This article called “Maybe You Don’t Know What Love Is” really made me think about the kinds of relationships I currently have in my life, and the kinds of relationships that I want. The author makes a distinction between “conditional” and “unconditional” relationships. Conditional relationships aren’t truly based in love; there’s a give and take that is inherently selfish, scared, and insecure. They’re kind of like the relationships you brag about: my girlfriend has a kickass job, my dad gives me whatever I want, my colleague is always there to help me. And while it’s not exactly wrong to sing the praises of those people in your life, you have to ask yourself: Are they in my life for this one reason, or because we genuinely love each other?
When I first read the article, I was worried because I wasn’t sure which of my relationships (family, friends, romantic, professional) would pass the test. Do I really care about these people? Do they really care about me?
Thankfully, my closest relationships seem to be unconditional rather than conditional. Unconditional relationships are based in truth, empathy, and patience. Basically, love at its core. When you are in an unconditional relationship, you and the other person care about each other. You’ve peeled back the layers of deceit and armour and see each other for who you really are. And you don’t run away. You stay. You help them, you care for them, you talk to them. You love them.
What I found to be interesting, though, is that what I had learned from networking and my professional experiences is that a lot of relationships are conditional, and are the norm. What is up with that? Is that why so many people don’t feel satisfied or happy with their jobs? Is that why there’s a lot of tension, gossiping, drama, and flat out hatred in my current workplace?
I think so. And it’s sad.
While I can’t necessarily change work culture, I can at least make sure that I’m aware of how I’m treating others – conditionally, or unconditionally.
I’m not one to half-ass kindness. I either love fiercely, or let it drop. I don’t like to keep my feelings hidden, although that’s what I do on the daily. It’s hard when you’re scared or hesitant to let people know how you truly feel.
But when I do, it’s mostly in my actions: I share food. I ask people how they’re doing, and listen. I try to be fully present for them, to be a listening ear or a sounding board. A shoulder to cry on when necessary. And I think the world of them. Yes, we all have our flaws and we’re imperfect – but I love my people anyway.
I think that the one thing that sums up how I show my love for people is time. I give my time, I share my time, I divide my time between those I care about. Simple enough, right?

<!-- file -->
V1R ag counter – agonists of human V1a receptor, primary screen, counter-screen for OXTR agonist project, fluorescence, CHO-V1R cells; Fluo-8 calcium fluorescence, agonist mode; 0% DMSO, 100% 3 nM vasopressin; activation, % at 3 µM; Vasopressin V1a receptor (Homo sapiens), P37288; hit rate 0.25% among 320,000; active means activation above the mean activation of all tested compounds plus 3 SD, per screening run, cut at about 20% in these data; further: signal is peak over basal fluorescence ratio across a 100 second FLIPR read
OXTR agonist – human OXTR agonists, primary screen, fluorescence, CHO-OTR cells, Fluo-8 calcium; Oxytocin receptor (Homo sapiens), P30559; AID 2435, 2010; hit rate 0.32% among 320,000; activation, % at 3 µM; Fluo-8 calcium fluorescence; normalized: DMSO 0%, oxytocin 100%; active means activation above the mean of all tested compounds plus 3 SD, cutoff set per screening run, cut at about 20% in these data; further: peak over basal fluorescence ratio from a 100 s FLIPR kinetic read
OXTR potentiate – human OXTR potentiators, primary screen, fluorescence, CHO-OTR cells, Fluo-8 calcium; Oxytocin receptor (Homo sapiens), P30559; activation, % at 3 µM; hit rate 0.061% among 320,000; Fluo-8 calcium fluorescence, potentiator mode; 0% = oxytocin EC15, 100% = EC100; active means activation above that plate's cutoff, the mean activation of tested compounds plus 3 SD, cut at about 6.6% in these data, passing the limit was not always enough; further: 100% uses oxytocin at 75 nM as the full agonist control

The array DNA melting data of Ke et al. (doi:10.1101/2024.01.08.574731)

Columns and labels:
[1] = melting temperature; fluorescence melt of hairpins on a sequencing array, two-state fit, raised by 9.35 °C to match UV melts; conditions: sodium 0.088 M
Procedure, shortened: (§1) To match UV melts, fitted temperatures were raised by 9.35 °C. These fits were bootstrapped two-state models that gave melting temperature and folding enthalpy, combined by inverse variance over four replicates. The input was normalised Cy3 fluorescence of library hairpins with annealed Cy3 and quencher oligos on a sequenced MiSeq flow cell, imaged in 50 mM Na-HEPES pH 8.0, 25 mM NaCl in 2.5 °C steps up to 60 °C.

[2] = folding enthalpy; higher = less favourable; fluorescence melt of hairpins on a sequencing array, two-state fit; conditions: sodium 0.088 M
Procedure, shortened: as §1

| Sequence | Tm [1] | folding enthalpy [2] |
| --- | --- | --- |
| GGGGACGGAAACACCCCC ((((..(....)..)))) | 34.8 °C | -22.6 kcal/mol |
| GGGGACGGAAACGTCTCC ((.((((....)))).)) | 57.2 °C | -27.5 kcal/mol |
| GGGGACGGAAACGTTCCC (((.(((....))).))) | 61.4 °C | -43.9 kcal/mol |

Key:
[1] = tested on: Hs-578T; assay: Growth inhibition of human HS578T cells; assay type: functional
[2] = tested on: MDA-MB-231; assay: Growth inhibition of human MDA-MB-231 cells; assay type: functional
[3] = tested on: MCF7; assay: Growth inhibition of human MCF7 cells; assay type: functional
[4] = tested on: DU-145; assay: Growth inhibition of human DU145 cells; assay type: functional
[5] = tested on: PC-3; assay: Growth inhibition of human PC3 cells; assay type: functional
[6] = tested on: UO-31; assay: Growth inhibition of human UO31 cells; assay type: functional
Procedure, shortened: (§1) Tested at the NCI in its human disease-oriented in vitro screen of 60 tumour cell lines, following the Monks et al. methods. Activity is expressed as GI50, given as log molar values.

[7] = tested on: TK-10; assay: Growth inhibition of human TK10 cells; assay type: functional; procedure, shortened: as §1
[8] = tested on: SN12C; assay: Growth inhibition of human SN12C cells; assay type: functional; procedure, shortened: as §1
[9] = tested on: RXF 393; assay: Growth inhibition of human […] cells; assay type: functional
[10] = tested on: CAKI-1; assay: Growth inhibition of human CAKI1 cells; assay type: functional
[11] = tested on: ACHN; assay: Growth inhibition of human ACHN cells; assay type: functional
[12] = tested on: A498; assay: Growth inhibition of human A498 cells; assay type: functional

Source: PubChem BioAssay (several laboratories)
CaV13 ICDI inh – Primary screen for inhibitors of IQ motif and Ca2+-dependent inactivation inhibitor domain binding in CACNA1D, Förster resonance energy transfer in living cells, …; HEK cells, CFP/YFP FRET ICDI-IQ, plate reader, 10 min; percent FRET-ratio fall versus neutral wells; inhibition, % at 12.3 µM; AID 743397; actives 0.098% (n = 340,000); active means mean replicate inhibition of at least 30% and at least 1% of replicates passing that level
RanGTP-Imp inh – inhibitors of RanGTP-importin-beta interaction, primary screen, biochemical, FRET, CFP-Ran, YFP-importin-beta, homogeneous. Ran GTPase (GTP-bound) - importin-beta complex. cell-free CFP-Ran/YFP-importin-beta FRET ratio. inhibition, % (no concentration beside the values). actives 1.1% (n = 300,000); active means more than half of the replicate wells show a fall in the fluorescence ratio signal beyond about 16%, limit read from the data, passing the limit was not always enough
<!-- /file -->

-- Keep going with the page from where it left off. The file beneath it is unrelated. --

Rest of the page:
But lately, it’s been difficult to care. I like to be authentic as possible, so it’s hard when people I know are not being authentic. They’re being kind on the surface, but I know that they’re not genuine in their actions or words. It’s disheartening to know that they’re half-assing their kindness. It’s not real, what they’re doing. And it’s a shame, especially for somebody like me who loves whole-heartedly and whole-assedly (yes that’s a word).
It’s a shame because I mostly am afraid of showing people how I truly feel, and so not being kind at all scares me – what will they think? I already know that they don’t really think the world of me, and I should be okay with that. But deep down, I know I’m not. I’m so used to pleasing everybody and having them like me, so whenever things like this happen, it’s off-putting to say the least. And so I half-ass my kindness. I selectively care when I have the energy to do so. I lie and pretend. It’s exhausting.
So where does this leave me? Do I choose to spread as much kindness as possible, knowing that in some cases it won’t benefit anybody? Or do I let these cases and these people go, with as much compassion and patience as possible? I already know the answer, but it’ll be hard to put it into action. Even though giving something your all is exhilarating. Maybe it won’t be so bad.
Let’s whole-ass this thing.
At this time last year, I was exploring many professional and personal interests: volunteering, working, networking, writing, etc. The professional and the personal got mixed up quite a bit, but I was happy that it did. It meant that I would find all of these fulfilling in some way. But, looking back, this was just part of the self-exploration and self-help phase I had put myself in for the better part of a year and a half.
I had read books about how to find your passion and to design a life that suits your authentic self. I watched videos and documentaries about personal truth and attracting what you most want in life. I took on a career/personal coach who kept me accountable for working on my goals. And it all made perfect sense to be that kind of person for the year and a half: explore, question, be kind to myself, be true to myself.